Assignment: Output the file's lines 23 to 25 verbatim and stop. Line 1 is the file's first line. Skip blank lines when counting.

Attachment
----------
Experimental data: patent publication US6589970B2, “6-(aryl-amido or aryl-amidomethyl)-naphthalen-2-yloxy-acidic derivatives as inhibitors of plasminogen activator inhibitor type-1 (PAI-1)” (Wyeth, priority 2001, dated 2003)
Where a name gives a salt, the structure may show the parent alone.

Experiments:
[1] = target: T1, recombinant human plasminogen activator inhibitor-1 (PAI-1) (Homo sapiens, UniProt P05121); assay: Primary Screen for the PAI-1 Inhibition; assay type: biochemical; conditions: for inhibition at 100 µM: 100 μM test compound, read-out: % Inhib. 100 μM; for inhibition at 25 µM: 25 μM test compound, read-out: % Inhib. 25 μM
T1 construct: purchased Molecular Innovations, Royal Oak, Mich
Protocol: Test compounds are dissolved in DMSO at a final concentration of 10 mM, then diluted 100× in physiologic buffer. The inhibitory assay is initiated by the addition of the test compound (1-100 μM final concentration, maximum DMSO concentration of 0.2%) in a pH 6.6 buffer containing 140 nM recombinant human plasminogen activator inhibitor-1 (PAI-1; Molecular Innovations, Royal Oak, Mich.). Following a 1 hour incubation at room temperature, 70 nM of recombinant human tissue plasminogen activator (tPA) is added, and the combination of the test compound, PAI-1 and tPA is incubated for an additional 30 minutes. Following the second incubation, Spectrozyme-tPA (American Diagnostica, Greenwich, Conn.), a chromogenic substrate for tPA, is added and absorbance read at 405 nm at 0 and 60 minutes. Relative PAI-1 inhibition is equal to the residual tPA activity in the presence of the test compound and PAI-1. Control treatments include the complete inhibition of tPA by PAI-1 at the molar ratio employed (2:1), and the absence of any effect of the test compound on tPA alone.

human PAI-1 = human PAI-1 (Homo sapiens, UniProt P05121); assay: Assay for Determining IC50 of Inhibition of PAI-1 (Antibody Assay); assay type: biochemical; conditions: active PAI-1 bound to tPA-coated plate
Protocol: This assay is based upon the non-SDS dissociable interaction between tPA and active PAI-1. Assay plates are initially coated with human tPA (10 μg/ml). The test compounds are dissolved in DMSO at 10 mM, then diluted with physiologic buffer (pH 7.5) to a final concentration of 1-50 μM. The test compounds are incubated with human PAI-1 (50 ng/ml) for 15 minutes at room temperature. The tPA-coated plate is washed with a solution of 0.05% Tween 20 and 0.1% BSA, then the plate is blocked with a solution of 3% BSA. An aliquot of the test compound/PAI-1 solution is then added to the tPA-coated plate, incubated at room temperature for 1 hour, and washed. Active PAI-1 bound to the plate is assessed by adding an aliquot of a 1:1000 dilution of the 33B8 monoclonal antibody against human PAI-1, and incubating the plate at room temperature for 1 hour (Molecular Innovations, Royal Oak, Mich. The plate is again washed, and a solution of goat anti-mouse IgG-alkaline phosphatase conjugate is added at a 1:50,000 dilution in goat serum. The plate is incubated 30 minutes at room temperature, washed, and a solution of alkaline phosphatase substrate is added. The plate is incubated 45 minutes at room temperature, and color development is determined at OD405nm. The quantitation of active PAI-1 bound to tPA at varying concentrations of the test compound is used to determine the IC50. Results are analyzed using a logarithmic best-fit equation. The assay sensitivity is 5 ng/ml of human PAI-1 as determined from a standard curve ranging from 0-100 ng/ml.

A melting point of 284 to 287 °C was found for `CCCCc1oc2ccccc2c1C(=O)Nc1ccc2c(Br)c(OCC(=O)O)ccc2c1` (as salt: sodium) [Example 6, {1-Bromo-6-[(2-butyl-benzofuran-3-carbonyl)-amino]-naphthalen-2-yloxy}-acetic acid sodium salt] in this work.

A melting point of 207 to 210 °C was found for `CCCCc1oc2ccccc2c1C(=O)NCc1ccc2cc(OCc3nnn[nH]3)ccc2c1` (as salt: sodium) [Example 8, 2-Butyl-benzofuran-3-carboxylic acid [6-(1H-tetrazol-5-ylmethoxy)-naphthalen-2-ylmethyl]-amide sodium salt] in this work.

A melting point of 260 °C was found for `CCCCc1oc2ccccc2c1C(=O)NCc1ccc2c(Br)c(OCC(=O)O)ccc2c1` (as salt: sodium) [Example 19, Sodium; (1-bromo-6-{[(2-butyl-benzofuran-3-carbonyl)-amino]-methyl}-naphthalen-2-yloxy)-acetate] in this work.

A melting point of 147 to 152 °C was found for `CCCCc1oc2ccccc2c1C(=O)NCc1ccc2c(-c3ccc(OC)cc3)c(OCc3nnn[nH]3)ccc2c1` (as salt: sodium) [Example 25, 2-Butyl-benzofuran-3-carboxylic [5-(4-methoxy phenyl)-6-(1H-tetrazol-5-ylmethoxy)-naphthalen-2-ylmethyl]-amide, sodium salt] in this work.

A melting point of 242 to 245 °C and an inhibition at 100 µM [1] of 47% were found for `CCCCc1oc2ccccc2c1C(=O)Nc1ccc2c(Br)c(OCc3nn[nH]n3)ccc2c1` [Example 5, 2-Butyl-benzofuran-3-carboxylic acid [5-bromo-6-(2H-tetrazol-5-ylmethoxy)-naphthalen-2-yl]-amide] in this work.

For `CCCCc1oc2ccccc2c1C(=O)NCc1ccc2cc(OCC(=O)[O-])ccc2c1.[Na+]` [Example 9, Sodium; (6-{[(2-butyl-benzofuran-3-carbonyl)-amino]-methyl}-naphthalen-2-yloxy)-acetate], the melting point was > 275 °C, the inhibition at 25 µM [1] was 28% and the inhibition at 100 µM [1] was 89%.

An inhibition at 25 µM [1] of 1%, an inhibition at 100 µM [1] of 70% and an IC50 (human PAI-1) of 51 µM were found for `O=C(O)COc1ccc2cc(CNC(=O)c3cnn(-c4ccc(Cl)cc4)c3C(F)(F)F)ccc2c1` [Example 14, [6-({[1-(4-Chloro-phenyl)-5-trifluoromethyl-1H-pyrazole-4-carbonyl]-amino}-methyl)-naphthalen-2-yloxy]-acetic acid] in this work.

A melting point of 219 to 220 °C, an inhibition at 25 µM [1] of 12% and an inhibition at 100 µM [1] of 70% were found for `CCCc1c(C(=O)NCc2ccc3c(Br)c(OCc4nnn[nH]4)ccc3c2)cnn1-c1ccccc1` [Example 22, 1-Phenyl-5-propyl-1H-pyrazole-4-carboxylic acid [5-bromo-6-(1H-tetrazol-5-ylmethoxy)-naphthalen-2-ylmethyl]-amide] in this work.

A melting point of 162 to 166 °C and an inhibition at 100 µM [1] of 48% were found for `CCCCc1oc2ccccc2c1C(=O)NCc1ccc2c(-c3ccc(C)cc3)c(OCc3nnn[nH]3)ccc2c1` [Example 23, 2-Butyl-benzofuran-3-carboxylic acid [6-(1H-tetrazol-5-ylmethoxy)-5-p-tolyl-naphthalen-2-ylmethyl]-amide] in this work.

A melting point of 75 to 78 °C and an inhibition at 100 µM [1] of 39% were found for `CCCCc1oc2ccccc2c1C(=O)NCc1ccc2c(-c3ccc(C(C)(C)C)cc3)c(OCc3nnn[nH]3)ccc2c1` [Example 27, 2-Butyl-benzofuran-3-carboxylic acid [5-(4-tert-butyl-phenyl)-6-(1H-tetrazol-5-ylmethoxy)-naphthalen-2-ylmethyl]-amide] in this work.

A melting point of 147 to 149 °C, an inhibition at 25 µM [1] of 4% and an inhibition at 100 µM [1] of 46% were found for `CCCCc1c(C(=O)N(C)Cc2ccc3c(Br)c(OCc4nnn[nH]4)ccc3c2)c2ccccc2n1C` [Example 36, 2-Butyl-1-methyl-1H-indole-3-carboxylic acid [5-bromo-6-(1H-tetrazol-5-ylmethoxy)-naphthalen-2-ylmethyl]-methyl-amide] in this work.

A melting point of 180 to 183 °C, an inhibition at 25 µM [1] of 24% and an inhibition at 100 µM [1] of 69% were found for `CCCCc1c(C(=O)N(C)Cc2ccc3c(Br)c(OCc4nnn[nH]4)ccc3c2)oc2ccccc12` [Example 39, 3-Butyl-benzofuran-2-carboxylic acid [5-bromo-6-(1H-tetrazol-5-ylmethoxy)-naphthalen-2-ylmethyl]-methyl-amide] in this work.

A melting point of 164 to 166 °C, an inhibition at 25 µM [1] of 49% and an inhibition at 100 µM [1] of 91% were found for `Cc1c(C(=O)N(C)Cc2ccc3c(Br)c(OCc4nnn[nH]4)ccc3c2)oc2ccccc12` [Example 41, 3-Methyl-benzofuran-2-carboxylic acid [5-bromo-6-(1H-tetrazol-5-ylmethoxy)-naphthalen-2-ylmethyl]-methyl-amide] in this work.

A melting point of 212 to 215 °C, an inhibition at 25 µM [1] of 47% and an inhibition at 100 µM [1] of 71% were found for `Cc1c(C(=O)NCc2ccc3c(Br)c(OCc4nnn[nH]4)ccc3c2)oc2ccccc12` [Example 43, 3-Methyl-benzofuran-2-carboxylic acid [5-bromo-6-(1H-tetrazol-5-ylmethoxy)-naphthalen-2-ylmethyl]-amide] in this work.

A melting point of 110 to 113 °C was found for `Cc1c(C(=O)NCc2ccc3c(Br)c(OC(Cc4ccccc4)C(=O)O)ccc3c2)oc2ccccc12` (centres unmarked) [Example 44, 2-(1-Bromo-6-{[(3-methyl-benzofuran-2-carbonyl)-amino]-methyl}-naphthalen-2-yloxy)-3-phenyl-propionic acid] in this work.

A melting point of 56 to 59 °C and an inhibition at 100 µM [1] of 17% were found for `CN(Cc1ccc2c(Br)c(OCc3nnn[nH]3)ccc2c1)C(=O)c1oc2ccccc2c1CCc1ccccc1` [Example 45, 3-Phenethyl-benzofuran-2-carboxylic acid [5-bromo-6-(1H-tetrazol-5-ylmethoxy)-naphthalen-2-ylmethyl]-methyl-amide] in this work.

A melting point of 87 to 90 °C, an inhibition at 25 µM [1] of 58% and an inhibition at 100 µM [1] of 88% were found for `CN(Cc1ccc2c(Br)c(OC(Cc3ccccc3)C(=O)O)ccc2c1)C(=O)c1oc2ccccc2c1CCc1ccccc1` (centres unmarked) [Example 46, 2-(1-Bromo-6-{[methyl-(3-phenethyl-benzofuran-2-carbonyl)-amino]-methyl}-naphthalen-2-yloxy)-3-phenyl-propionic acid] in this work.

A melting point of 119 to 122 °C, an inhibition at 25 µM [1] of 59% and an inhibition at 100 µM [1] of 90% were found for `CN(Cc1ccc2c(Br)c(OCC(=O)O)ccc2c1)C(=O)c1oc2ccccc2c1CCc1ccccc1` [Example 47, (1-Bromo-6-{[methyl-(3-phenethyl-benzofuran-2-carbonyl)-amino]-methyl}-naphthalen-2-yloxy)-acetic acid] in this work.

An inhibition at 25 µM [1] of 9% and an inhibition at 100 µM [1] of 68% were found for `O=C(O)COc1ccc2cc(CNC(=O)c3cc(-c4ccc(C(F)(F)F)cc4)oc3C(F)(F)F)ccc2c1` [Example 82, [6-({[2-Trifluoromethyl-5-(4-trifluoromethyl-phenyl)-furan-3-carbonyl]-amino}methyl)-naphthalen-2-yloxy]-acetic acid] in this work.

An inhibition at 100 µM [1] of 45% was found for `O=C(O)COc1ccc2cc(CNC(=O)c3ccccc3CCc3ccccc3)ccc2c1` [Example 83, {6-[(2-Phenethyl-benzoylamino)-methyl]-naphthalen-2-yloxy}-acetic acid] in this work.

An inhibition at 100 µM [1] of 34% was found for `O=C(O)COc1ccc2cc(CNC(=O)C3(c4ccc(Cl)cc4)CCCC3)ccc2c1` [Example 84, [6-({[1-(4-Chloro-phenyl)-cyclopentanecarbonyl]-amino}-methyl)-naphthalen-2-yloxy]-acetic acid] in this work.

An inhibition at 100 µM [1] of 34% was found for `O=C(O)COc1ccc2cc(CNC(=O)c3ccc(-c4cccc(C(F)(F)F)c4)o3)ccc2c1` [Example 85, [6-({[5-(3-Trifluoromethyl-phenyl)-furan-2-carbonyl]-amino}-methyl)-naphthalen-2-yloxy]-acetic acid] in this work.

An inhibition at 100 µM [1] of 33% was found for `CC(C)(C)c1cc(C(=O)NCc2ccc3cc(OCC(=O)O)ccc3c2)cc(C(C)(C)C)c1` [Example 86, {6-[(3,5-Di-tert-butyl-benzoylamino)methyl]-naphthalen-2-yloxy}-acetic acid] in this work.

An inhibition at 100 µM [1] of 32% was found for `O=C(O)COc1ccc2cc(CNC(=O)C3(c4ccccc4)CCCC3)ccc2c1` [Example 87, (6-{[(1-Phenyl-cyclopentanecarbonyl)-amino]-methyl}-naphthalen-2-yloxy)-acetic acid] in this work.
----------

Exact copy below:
A melting point of 110 to 113 °C was found for `Cc1c(C(=O)NCc2ccc3c(Br)c(OC(Cc4ccccc4)C(=O)O)ccc3c2)oc2ccccc12` (centres unmarked) [Example 44, 2-(1-Bromo-6-{[(3-methyl-benzofuran-2-carbonyl)-amino]-methyl}-naphthalen-2-yloxy)-3-phenyl-propionic acid] in this work.

A melting point of 56 to 59 °C and an inhibition at 100 µM [1] of 17% were found for `CN(Cc1ccc2c(Br)c(OCc3nnn[nH]3)ccc2c1)C(=O)c1oc2ccccc2c1CCc1ccccc1` [Example 45, 3-Phenethyl-benzofuran-2-carboxylic acid [5-bromo-6-(1H-tetrazol-5-ylmethoxy)-naphthalen-2-ylmethyl]-methyl-amide] in this work.

A melting point of 87 to 90 °C, an inhibition at 25 µM [1] of 58% and an inhibition at 100 µM [1] of 88% were found for `CN(Cc1ccc2c(Br)c(OC(Cc3ccccc3)C(=O)O)ccc2c1)C(=O)c1oc2ccccc2c1CCc1ccccc1` (centres unmarked) [Example 46, 2-(1-Bromo-6-{[methyl-(3-phenethyl-benzofuran-2-carbonyl)-amino]-methyl}-naphthalen-2-yloxy)-3-phenyl-propionic acid] in this work.